Prematurity Awareness Month–Tips to Avoid Late Term Prematurity

November is Prematurity Awareness Month.  According to the March of Dimes, premature birth is the #1 cause of death during the first month of life. Even babies born just a few weeks too soon can face serious health challenges and are at risk for lifelong disabilities, such as cerebral palsy, lung problems, and vision and hearing loss. We asked Robin Elise Weiss, CLC, LCCE and pregnancy, childbirth and breastfeeding expert at About.com, to weigh in on Prematurity Awareness Month.  Robin is a proud mother of eight (!) and author of many books and articles on pregnancy, childbirth, and childcare, including The Better Way to Breastfeed. 

Four Ways to Avoid the Booby Trap of Late Term Prematurity 

Here’s a booby trap you can do something about . . . Late term prematurity.

Specifically speaking late term prematurity caused from elective births prior to 39 weeks gestation.  Did you know that those last few weeks of pregnancy are really important to your baby?  Not only is your baby’s brain rapidly growing in size, but your baby is also working hard on honing breastfeeding skills, like the ability to suck and breathe at the same time.  Something as simple as being born even a few days early can be a huge barrier to a successful nursing start.

My Whole Heart is In That Incubator, from the Motherwear Blog

Here are four ways to avoid this booby trap:

1)   Find a doctor or midwife who won’t induce your labor without a medical reason.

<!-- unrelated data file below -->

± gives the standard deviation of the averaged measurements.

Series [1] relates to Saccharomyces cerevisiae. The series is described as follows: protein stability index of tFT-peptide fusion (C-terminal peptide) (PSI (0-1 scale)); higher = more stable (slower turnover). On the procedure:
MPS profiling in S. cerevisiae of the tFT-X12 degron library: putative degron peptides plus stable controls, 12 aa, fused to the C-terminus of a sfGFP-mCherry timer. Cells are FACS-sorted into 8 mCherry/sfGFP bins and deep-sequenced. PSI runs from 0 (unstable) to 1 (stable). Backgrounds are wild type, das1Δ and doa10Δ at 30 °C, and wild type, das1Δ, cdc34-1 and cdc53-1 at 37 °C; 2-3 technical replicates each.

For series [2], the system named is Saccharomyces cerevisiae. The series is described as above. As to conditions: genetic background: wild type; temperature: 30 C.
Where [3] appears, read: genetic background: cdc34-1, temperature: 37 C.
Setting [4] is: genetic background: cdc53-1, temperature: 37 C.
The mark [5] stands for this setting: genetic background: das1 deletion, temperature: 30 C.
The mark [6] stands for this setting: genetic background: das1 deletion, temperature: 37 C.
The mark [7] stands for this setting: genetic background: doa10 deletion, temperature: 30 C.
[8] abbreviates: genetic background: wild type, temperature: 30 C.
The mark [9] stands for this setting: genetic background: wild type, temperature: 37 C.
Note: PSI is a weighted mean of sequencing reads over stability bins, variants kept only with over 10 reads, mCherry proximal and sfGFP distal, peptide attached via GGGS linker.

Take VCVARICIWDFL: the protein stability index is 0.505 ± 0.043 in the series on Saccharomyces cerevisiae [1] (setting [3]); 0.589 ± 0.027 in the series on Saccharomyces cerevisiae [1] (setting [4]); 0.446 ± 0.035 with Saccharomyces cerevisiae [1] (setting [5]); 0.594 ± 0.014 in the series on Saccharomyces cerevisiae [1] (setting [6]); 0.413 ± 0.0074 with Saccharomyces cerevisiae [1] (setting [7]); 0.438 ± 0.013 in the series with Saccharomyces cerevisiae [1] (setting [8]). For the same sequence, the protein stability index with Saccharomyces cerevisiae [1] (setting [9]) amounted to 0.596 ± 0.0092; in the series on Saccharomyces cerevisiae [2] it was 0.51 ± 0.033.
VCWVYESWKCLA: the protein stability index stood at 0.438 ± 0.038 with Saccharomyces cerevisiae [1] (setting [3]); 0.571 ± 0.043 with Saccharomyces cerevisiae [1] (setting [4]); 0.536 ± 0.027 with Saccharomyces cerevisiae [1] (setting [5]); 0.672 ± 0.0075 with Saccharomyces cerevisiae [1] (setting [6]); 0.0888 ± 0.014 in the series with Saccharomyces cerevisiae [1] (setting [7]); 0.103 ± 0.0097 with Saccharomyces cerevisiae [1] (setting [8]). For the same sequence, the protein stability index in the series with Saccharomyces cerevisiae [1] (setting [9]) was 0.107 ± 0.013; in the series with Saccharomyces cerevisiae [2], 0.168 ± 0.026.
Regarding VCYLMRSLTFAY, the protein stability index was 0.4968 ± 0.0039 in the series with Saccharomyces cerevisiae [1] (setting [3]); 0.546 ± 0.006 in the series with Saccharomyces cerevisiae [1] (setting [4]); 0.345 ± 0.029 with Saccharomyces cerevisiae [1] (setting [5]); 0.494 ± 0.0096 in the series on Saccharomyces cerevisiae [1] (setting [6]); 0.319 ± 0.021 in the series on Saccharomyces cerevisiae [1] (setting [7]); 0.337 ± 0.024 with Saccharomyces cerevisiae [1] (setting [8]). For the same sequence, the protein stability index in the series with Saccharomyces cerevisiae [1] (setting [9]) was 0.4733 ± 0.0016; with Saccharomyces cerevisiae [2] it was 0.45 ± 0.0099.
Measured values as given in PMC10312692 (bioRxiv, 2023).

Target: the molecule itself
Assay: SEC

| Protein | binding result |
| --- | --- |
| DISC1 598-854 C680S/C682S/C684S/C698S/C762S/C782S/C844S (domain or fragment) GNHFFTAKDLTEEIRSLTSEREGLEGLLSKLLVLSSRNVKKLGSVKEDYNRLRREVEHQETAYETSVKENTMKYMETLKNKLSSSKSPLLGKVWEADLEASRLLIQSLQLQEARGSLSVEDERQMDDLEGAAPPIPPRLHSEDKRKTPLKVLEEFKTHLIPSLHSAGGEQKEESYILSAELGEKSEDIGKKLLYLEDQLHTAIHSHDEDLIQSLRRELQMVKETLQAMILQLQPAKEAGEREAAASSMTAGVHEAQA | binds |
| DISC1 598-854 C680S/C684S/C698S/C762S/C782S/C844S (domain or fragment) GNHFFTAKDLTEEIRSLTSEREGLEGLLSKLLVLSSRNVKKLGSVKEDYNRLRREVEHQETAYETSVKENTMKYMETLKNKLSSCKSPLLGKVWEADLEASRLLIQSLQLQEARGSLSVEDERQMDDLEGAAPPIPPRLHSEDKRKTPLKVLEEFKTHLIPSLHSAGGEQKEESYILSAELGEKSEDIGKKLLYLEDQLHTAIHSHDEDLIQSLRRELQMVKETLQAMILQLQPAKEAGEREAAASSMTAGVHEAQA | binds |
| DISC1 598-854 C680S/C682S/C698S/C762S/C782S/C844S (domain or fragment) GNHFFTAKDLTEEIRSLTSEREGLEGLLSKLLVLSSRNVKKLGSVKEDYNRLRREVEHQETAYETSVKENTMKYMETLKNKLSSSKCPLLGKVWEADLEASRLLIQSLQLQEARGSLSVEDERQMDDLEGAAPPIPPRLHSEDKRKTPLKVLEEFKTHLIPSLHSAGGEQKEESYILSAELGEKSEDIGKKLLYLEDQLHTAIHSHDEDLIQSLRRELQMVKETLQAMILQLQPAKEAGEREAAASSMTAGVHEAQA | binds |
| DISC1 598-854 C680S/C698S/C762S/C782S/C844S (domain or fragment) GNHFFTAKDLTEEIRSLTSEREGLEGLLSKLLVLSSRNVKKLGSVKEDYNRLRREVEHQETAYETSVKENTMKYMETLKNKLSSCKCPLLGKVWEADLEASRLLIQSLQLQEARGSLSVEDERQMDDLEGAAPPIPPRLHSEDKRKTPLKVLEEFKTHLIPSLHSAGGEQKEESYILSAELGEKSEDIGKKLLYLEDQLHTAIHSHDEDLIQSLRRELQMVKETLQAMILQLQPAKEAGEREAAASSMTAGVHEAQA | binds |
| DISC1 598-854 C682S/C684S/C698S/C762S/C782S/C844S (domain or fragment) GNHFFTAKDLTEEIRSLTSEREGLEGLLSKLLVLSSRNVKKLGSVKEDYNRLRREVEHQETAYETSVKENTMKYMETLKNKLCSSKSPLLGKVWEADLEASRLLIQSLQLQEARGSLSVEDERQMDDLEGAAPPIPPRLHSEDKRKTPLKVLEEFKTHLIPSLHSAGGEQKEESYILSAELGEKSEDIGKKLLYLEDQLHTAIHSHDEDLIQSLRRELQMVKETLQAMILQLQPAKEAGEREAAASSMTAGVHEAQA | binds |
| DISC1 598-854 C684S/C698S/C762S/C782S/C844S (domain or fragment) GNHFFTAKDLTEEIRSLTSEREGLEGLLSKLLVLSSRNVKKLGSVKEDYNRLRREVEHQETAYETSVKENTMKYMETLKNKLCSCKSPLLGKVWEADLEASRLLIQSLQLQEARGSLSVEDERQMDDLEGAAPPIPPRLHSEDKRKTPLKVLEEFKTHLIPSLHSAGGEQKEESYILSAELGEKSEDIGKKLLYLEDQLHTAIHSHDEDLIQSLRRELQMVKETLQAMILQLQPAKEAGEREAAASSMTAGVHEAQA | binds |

2)   Remember that you have the right and responsibility to ask questions if induction is discussed prior to your due date.

3)   Give birth in a place that has a strict policy against induction before 39 weeks or give birth at home.

4)   If you need to be induced for medical reasons, insist that your baby come straight to your breast, skin to skin, just after birth.

Removing this challenge can prevent a lot of stress for babes and babies, causing a decline in the other bumps, barriers and booby traps.  You and your baby deserve a healthy start!

*Update:  Late term prematurity is defined as 34-36 weeks gestation. Due dates can be based on a number of factors, and babies that were estimated to be 37, 38 or 39 weeks gestation and induced can turn out to be actually 34-36 weeks gestation, putting them in the late preterm category.    

Best for Babes Resources for Breastfeeding Premature Babies

Kellymom.com– Breastfeeding Your Premature Infant:  Resources

La Leche League — Articles on breastfeeding premature infants and FAQs

The Rush Mother’s Milk Club — All about one of the best NICU lactation programs for premature infants directed by Paula Meier.  Share this story with your NICU and fight for better breastfeeding programs for the babies who need it most!

My Whole Heart is In that Incubator — From the Motherwear Blog, a wonderful story of thriving and surviving on breastmilk.



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9 Comments | Last revised on 11/16/2010


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